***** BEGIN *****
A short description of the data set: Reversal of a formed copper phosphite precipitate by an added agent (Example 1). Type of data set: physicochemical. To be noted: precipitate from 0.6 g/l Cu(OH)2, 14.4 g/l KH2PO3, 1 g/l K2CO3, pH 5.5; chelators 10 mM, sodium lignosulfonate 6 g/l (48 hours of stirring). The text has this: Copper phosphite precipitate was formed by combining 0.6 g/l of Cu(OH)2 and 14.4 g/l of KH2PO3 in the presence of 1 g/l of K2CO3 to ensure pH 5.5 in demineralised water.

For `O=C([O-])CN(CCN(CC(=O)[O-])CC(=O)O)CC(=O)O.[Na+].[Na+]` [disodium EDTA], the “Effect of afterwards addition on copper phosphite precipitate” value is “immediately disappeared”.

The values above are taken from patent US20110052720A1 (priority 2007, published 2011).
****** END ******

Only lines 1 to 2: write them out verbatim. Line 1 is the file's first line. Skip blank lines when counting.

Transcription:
A short description of the data set: Reversal of a formed copper phosphite precipitate by an added agent (Example 1). Type of data set: physicochemical. To be noted: precipitate from 0.6 g/l Cu(OH)2, 14.4 g/l KH2PO3, 1 g/l K2CO3, pH 5.5; chelators 10 mM, sodium lignosulfonate 6 g/l (48 hours of stirring). The text has this: Copper phosphite precipitate was formed by combining 0.6 g/l of Cu(OH)2 and 14.4 g/l of KH2PO3 in the presence of 1 g/l of K2CO3 to ensure pH 5.5 in demineralised water.

For `O=C([O-])CN(CCN(CC(=O)[O-])CC(=O)O)CC(=O)O.[Na+].[Na+]` [disodium EDTA], the “Effect of afterwards addition on copper phosphite precipitate” value is “immediately disappeared”.